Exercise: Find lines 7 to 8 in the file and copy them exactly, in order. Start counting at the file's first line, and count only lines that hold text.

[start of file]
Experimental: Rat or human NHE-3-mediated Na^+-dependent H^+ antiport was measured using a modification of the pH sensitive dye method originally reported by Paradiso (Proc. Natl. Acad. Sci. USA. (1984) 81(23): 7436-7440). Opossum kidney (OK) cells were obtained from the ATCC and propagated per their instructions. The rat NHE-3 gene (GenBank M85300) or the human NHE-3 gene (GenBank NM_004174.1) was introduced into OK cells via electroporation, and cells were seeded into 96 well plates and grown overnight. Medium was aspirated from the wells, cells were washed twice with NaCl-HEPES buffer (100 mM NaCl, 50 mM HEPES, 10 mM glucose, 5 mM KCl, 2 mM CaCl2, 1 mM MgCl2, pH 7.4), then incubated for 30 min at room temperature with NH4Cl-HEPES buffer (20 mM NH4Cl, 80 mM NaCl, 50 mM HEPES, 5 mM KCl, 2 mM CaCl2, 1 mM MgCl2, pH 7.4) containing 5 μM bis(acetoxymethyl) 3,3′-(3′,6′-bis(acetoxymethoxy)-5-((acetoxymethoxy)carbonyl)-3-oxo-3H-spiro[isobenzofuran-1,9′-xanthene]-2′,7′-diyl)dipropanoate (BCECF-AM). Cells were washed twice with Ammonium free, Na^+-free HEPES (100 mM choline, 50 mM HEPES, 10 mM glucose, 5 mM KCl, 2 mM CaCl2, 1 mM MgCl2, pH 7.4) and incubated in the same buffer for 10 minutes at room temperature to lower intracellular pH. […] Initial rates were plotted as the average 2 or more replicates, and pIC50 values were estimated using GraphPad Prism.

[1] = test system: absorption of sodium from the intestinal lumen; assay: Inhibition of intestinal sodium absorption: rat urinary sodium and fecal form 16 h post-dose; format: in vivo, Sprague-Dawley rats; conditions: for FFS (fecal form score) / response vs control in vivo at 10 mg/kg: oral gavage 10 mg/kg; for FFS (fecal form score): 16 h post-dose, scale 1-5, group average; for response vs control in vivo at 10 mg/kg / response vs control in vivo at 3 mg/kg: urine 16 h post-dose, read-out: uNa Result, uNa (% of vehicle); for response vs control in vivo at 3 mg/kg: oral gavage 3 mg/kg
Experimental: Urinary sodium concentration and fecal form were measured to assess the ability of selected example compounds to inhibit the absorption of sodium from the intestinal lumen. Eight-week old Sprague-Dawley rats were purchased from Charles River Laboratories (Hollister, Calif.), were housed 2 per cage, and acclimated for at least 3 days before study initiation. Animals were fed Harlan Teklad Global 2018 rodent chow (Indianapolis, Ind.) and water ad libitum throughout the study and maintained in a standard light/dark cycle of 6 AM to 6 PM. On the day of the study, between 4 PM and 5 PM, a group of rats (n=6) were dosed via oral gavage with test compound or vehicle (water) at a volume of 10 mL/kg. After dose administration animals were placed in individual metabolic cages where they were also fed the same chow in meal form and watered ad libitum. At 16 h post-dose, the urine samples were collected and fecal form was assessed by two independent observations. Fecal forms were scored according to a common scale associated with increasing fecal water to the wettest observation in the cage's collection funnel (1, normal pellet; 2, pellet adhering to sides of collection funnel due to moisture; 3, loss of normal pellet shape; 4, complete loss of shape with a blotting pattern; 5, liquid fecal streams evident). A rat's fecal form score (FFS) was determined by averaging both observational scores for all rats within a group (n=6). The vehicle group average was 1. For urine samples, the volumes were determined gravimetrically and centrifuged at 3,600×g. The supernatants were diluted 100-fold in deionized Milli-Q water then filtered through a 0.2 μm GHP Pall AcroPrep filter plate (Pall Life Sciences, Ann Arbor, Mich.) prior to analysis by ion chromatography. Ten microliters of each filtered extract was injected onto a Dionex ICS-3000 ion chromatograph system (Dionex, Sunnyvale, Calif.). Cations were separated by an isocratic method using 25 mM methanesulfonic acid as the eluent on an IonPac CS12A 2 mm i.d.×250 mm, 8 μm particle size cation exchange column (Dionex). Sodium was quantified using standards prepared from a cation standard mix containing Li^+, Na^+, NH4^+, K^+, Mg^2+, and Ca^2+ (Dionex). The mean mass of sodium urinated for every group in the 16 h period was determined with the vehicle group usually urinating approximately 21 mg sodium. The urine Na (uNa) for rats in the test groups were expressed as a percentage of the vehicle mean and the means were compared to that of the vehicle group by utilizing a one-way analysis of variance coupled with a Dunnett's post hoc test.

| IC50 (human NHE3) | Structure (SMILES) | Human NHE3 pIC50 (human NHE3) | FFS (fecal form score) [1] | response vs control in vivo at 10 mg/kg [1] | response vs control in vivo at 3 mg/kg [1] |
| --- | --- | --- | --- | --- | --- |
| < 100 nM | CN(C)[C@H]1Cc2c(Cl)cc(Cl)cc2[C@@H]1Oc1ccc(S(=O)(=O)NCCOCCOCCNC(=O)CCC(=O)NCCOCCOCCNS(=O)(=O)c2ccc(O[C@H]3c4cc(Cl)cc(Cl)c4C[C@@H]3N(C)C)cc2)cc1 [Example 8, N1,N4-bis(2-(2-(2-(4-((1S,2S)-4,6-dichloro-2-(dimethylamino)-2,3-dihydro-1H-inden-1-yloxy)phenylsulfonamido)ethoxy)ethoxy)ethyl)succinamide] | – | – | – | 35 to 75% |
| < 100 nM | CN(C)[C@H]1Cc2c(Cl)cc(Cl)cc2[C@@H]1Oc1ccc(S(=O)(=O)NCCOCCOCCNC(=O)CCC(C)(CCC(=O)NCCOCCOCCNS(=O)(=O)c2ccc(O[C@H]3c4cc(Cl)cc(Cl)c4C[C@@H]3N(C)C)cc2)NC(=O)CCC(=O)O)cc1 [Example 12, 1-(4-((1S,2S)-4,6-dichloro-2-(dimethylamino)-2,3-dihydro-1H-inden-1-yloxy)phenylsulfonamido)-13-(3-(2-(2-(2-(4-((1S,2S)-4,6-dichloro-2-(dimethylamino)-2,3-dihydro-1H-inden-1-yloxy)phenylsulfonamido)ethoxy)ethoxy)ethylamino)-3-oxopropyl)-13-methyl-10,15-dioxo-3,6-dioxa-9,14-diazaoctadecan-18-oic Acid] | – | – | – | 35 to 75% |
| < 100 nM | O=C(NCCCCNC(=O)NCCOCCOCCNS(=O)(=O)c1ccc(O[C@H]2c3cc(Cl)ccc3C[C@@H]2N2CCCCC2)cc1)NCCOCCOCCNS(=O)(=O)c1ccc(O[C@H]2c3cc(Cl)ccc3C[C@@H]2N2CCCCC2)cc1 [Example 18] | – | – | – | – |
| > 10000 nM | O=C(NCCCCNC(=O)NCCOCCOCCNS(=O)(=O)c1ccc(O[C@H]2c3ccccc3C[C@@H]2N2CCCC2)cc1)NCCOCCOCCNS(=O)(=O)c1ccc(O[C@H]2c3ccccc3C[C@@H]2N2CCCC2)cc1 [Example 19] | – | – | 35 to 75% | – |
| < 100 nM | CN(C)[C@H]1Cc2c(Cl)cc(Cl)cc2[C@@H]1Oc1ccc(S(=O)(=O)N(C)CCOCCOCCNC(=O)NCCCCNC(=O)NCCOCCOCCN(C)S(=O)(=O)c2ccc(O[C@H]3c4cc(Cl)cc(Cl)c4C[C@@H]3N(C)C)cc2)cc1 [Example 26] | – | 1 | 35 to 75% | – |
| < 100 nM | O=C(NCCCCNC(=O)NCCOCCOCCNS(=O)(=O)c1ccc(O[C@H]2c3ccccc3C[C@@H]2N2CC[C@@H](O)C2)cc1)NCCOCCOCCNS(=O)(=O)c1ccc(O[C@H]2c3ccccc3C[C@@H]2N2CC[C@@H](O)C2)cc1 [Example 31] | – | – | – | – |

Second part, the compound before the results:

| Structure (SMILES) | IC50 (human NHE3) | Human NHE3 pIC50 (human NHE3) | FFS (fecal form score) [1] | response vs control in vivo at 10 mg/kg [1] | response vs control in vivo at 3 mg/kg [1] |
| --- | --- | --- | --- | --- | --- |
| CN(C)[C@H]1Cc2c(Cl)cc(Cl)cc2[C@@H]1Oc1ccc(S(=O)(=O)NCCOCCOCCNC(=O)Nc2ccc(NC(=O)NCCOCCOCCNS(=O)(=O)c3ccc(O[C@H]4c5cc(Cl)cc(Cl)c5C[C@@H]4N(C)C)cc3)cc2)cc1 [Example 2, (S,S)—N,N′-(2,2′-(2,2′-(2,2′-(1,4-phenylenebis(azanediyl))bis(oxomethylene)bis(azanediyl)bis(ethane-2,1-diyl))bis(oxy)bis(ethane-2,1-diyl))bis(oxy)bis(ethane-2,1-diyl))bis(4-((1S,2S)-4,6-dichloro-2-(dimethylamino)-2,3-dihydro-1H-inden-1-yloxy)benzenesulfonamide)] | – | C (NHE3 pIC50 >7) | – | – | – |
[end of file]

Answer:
| < 100 nM | CN(C)[C@H]1Cc2c(Cl)cc(Cl)cc2[C@@H]1Oc1ccc(S(=O)(=O)NCCOCCOCCNC(=O)CCC(C)(CCC(=O)NCCOCCOCCNS(=O)(=O)c2ccc(O[C@H]3c4cc(Cl)cc(Cl)c4C[C@@H]3N(C)C)cc2)NC(=O)CCC(=O)O)cc1 [Example 12, 1-(4-((1S,2S)-4,6-dichloro-2-(dimethylamino)-2,3-dihydro-1H-inden-1-yloxy)phenylsulfonamido)-13-(3-(2-(2-(2-(4-((1S,2S)-4,6-dichloro-2-(dimethylamino)-2,3-dihydro-1H-inden-1-yloxy)phenylsulfonamido)ethoxy)ethoxy)ethylamino)-3-oxopropyl)-13-methyl-10,15-dioxo-3,6-dioxa-9,14-diazaoctadecan-18-oic Acid] | – | – | – | 35 to 75% |
| < 100 nM | O=C(NCCCCNC(=O)NCCOCCOCCNS(=O)(=O)c1ccc(O[C@H]2c3cc(Cl)ccc3C[C@@H]2N2CCCCC2)cc1)NCCOCCOCCNS(=O)(=O)c1ccc(O[C@H]2c3cc(Cl)ccc3C[C@@H]2N2CCCCC2)cc1 [Example 18] | – | – | – | – |